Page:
Everyone’s favorite part of performing or practicing improv is the warmup. Right…? Hello??? Anyway, we can all agree that warmups are a critical part of an improv troupe’s preparation and success. It helps clear your mind, alter your energy level and get the group on the same page. Here is your to do list for a great improv warmup.
1. Be prepared. Warming up is all about getting yourself in the moment. A great warm-up will take your mind off of the things that are going on outside of the troupe. You can’t let the warmup do all the work, however. You must do your best to pre-prepare. If you had a bad day at work, grab a cup of coffee between work and your rehearsal. Had a fight with your SO? Take a walk. Allow the next few hours to be an escape. If you are the troupe leader, have a plan going into practice with your end goals in mind. If the troupe had a little too much energy last time, try some calming exercises. If you had trouble playing to the top of your intelligence, bring out the expert panel.
2. Build Your Team. We all know it: improv is all about teamwork. Trust your teammates and have their back and get into trouble with each other. One warmup we typically do as a troupe at Lancaster Improv Players before a performance is ‘goals.’ We will each name a personal goal and a goal for the show. For example, someone might say “my personal goal is to play one character of very high status and my goal for the troupe is that we each initiate a scene.”
3.Stretch. Supreme Court Justice Felix Frankfurter once said “let’s see what trouble we can get ourselves in to…” wait… or was that was Del Close? Anyway, work on stretching your body and your boundaries. Stretching is twofold. First, for a great practice or show you have to physically stretch your muscles so you are better prepared for that scene when you play a yoga instructor. Second, stretching your mind might be about getting out of your comfort zone. Use your warmups and practices to use your terrible French accent. Create a character that is completely opposite of who you normally are onstage.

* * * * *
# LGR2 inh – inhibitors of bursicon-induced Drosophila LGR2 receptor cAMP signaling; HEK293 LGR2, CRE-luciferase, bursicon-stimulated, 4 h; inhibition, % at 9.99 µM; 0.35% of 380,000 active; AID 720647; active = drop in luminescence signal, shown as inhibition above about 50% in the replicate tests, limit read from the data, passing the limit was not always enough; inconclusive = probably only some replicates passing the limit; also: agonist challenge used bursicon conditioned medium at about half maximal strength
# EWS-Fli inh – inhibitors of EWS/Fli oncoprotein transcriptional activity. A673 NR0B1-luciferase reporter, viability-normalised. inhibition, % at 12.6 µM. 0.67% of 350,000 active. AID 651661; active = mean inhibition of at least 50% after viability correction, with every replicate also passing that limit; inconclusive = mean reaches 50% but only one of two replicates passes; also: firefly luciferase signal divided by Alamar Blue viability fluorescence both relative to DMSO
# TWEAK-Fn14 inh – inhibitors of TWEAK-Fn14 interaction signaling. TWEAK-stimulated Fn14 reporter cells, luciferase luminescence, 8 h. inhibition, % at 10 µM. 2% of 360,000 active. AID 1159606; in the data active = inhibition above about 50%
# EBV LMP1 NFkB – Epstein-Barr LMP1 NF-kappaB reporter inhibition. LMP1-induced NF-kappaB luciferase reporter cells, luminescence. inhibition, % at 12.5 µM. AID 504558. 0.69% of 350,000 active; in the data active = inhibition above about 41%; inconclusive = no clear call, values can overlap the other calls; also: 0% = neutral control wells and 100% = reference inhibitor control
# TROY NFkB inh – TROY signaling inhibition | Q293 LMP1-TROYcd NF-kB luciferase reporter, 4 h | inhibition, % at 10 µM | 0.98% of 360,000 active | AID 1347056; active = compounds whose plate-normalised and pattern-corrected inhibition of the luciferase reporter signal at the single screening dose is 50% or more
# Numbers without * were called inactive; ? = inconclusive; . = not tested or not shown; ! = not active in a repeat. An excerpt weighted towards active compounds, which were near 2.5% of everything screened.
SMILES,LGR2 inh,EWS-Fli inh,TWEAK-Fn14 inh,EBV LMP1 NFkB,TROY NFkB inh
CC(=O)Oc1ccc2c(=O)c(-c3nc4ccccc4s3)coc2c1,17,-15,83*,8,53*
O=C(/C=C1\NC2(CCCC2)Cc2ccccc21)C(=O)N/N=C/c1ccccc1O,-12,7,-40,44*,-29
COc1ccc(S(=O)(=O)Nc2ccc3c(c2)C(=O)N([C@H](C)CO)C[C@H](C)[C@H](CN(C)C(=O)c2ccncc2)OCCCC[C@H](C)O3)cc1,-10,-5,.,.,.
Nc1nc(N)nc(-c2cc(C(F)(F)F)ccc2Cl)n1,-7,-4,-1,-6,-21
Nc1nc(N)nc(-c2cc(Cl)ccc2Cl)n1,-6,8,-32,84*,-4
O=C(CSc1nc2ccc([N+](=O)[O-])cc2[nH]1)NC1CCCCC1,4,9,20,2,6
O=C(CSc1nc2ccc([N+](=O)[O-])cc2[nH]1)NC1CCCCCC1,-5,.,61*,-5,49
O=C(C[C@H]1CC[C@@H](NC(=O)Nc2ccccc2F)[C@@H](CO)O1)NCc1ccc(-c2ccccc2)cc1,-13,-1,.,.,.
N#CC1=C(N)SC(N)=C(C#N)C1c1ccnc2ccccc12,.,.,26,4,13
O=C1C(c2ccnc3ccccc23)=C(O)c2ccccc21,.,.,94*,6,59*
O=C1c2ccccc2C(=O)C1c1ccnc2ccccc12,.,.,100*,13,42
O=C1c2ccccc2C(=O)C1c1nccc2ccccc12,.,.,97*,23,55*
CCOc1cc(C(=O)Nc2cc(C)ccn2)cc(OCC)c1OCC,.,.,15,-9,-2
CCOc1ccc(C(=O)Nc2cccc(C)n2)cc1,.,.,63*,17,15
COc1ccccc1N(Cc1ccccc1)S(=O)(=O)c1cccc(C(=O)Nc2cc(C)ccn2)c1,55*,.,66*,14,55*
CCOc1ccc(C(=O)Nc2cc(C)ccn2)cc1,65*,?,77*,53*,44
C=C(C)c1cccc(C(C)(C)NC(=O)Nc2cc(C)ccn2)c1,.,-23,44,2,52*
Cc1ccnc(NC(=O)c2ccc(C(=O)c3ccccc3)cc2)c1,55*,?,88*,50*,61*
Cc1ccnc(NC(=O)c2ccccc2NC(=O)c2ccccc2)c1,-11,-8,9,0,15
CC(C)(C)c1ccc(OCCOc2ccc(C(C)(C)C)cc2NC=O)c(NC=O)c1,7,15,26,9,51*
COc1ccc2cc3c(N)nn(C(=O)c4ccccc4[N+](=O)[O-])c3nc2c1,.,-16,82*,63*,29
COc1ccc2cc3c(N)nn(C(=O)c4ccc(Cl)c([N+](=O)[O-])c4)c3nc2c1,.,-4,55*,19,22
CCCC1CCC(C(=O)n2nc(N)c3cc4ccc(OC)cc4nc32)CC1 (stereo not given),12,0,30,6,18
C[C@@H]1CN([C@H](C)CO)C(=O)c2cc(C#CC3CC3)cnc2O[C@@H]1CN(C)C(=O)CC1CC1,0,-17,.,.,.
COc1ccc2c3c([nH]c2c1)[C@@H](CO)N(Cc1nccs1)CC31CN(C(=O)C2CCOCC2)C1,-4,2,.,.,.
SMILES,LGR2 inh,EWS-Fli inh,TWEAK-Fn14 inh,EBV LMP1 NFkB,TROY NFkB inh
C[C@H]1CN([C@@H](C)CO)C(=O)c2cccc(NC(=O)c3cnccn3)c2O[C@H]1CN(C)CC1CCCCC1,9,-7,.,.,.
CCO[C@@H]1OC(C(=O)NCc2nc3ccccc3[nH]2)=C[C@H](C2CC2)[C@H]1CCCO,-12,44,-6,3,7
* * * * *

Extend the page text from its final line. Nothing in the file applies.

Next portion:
4. Mix it up. Try something new. Warmups can be a lot of things, but they shouldn’t be routine. Don’t always do the same warmups. Have a bag of tricks that you can go to of a dozen warmups you will do each month, with another dozen that you only do a couple of times a year. Along the same lines, in an individual warmup session, switch energy levels and change your focus throughout your warmup. Alternate a high energy warmup, such as Hot Spot, with something a bit tamer like doing Tongue Twisters.
5. Have fun. Oh, that is what this is all about. Most of us aren’t going to be making a living off of our improv skills. Perhaps you are learning improv to make new friends, maybe you are looking to learn a new hobby, or perhaps you are using improv as a diversion from this endless cycle of tedium and defeat in this dark pit of despair that we call life. Regardless of your motives, improv should be fun and warming up is our best chance of success.